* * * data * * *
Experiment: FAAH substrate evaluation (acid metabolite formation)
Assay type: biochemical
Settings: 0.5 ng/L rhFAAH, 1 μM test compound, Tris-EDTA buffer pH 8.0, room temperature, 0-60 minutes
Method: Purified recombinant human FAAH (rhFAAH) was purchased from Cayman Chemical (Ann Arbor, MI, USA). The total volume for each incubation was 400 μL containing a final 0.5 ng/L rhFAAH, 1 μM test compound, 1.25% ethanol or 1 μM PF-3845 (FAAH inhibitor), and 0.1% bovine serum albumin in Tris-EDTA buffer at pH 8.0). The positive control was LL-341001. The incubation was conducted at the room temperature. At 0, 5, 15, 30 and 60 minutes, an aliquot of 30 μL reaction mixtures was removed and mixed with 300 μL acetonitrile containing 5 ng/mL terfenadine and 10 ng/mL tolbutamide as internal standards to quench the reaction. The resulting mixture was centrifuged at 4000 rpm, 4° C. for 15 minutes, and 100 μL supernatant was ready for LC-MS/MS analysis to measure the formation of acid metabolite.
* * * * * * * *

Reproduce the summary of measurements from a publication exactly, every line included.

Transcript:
Experiment: FAAH substrate evaluation (acid metabolite formation)
Assay type: biochemical
Settings: 0.5 ng/L rhFAAH, 1 μM test compound, Tris-EDTA buffer pH 8.0, room temperature, 0-60 minutes
Method: Purified recombinant human FAAH (rhFAAH) was purchased from Cayman Chemical (Ann Arbor, MI, USA). The total volume for each incubation was 400 μL containing a final 0.5 ng/L rhFAAH, 1 μM test compound, 1.25% ethanol or 1 μM PF-3845 (FAAH inhibitor), and 0.1% bovine serum albumin in Tris-EDTA buffer at pH 8.0). The positive control was LL-341001. The incubation was conducted at the room temperature. At 0, 5, 15, 30 and 60 minutes, an aliquot of 30 μL reaction mixtures was removed and mixed with 300 μL acetonitrile containing 5 ng/mL terfenadine and 10 ng/mL tolbutamide as internal standards to quench the reaction. The resulting mixture was centrifuged at 4000 rpm, 4° C. for 15 minutes, and 100 μL supernatant was ready for LC-MS/MS analysis to measure the formation of acid metabolite.